Tundey kebab of Lucknow (Pics by Tripti Nath)
“Traditionally, Nihari was made for soldiers to give them strength as it is a perfect mix of proteins and fibers. Mutton, chicken, and fish can be used for preparing Nihari. It goes well with Rumali roti, Sheermaal, and Bakarkhani.’’
The Awadhi meal always ended with a paan.
Asked to what extent the tradition of Awadhi cuisine has been preserved, the Chef said, “Most of the old techniques have been preserved. If you go back and look at the old Nawabi royal kitchens, you will find that they had Rakabdars and Bawarchis. The Bawarchis prepared staple food for the entire family day in and day out. The Nawabs had a hierarchy in the kitchen. A baker would not cook. A cook would not bake The roles were very defined. The Rakabdar specialized in dishes. For instance, a Rakabdar would specialize in a chicken or mutton dish. Then, you had the Nanfus who were the bakers. They would make only breads- Roomali, Sheermal, and Bakarkhani. What happened was the Rakabdars were so secretive about their recipes that they talked to nobody about the dishes other than their children. And this is one of the reasons that many of the fine, delicate recipes were lost. The recipes were never written. Once the generations ended, the recipes were lost. We lost many recipes but many recipes are still there. Chefs are creative and continue to make new recipes.’’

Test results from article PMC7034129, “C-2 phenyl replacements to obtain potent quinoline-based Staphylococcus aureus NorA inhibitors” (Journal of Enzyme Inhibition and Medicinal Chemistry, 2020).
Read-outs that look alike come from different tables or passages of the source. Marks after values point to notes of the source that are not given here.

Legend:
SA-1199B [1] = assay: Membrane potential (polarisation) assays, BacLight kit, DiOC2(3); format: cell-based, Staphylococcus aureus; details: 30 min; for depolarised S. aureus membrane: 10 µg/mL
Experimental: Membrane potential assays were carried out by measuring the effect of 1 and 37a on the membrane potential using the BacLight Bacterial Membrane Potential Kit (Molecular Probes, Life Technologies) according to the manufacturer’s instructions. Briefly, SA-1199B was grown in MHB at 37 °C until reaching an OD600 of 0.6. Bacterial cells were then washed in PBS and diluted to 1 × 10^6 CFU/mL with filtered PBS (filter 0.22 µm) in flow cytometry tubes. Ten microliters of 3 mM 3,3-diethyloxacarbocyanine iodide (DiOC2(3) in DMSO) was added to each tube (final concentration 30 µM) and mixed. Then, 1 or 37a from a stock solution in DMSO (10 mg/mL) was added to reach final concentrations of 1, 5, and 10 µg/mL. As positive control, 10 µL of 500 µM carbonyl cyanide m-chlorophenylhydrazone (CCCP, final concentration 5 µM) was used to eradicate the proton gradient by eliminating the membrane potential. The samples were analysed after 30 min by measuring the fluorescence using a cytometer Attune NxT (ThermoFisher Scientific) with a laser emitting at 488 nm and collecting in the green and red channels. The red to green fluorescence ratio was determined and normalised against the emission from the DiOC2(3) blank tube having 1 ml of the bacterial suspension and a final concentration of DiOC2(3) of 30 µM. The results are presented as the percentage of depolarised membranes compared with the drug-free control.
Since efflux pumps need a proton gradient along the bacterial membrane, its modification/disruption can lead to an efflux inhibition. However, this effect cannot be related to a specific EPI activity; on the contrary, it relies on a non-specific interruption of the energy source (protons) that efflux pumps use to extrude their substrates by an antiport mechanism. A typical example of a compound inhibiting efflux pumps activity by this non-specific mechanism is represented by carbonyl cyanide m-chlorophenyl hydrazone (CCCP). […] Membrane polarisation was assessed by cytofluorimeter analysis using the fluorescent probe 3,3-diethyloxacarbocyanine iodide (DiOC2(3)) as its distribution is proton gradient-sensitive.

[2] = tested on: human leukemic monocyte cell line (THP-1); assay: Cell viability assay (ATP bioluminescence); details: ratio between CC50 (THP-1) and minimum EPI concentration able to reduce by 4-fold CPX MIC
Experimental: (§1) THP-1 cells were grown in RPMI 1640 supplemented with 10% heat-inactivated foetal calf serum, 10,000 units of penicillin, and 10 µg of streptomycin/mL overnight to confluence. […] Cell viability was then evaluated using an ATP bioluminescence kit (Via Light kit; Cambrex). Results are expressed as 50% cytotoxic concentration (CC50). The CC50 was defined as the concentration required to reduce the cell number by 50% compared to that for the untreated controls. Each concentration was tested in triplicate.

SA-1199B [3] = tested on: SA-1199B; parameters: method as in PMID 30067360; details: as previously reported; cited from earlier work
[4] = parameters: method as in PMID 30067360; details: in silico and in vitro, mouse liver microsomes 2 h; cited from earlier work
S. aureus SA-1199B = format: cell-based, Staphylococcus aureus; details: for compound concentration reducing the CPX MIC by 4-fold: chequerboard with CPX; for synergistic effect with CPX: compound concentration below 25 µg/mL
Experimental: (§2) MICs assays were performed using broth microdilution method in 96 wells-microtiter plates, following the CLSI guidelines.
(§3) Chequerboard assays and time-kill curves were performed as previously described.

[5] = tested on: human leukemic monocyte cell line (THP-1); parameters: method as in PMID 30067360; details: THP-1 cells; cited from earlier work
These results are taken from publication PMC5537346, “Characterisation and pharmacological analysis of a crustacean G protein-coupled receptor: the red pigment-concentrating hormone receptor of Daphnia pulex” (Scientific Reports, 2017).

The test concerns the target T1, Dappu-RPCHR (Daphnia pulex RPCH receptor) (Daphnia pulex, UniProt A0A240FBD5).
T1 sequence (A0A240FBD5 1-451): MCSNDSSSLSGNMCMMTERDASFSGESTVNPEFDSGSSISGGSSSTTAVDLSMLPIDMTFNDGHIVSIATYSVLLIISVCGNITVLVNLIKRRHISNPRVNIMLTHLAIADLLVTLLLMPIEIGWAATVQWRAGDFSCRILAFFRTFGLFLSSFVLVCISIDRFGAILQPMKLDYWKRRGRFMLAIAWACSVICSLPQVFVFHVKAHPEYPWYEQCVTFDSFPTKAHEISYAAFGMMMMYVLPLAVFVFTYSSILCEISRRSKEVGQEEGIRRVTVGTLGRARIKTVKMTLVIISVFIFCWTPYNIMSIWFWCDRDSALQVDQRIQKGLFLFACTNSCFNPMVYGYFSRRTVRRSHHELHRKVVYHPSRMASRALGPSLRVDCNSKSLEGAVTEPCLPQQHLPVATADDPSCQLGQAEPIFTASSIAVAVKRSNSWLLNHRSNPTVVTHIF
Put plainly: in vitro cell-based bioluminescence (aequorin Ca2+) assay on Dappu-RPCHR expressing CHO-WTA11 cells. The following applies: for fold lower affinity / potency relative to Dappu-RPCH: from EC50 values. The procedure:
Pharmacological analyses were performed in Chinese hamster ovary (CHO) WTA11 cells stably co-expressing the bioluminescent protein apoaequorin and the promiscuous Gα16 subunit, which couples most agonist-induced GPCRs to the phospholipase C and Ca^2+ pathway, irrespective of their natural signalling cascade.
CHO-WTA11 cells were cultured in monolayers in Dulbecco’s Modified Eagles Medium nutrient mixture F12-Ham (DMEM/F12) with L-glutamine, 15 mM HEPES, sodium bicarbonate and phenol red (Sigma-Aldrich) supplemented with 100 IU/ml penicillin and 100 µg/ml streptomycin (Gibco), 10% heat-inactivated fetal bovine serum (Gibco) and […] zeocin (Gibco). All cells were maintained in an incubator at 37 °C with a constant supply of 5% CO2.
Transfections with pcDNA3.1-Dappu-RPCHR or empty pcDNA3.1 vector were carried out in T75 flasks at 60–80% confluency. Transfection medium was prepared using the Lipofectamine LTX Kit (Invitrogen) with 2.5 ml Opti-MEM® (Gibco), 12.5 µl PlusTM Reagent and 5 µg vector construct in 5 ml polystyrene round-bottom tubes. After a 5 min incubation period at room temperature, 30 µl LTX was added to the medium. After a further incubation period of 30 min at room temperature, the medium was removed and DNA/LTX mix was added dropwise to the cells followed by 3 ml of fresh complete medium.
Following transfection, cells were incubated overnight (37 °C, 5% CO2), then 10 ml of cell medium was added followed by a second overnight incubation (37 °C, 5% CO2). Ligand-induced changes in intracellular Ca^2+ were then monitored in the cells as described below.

He drew attention to the fact that the super popular Tunde Kebabs of Lucknow uses nearly 172 spices. It is said that the spices are made by the ladies of the house. Verma says that Tunde Kebab, Kakori Kebab, and Boti Kebab are to die for and deserve the GI tag just like the Benarsi paan. The Daal Gosht at Tunde Kebab is also a must-try.
While agreeing that Mughlai food is often confused with Awadhi cuisine, the seasoned Chef explained that Mughlai food is very rich in nuts, cream, Khoya, and milk. ‘’They use a lot of dairy and dry fruits. Awadhi cuisine is not so much into nuts and cream. The balance of spices is much more in Awadhi cuisine than in Mughlai food. He says that Lakhnawi food is very rich. They cannot do without ghee.”